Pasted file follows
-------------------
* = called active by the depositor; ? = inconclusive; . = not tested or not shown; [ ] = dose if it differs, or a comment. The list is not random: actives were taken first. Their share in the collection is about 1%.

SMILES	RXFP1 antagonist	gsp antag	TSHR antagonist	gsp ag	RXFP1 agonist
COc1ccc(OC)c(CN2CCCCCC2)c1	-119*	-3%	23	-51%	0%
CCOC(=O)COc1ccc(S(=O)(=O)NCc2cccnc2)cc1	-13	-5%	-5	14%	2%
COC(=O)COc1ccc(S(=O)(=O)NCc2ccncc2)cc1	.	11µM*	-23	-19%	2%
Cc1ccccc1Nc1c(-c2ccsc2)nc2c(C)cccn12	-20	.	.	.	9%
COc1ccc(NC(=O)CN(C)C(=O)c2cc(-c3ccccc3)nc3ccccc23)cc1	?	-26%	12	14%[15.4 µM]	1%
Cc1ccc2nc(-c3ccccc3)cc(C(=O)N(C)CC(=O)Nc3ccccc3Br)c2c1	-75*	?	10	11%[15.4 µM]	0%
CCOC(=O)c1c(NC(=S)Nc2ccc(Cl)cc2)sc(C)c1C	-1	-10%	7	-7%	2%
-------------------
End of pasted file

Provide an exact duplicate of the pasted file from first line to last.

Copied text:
* = called active by the depositor; ? = inconclusive; . = not tested or not shown; [ ] = dose if it differs, or a comment. The list is not random: actives were taken first. Their share in the collection is about 1%.

SMILES	RXFP1 antagonist	gsp antag	TSHR antagonist	gsp ag	RXFP1 agonist
COc1ccc(OC)c(CN2CCCCCC2)c1	-119*	-3%	23	-51%	0%
CCOC(=O)COc1ccc(S(=O)(=O)NCc2cccnc2)cc1	-13	-5%	-5	14%	2%
COC(=O)COc1ccc(S(=O)(=O)NCc2ccncc2)cc1	.	11µM*	-23	-19%	2%
Cc1ccccc1Nc1c(-c2ccsc2)nc2c(C)cccn12	-20	.	.	.	9%
COc1ccc(NC(=O)CN(C)C(=O)c2cc(-c3ccccc3)nc3ccccc23)cc1	?	-26%	12	14%[15.4 µM]	1%
Cc1ccc2nc(-c3ccccc3)cc(C(=O)N(C)CC(=O)Nc3ccccc3Br)c2c1	-75*	?	10	11%[15.4 µM]	0%
CCOC(=O)c1c(NC(=S)Nc2ccc(Cl)cc2)sc(C)c1C	-1	-10%	7	-7%	2%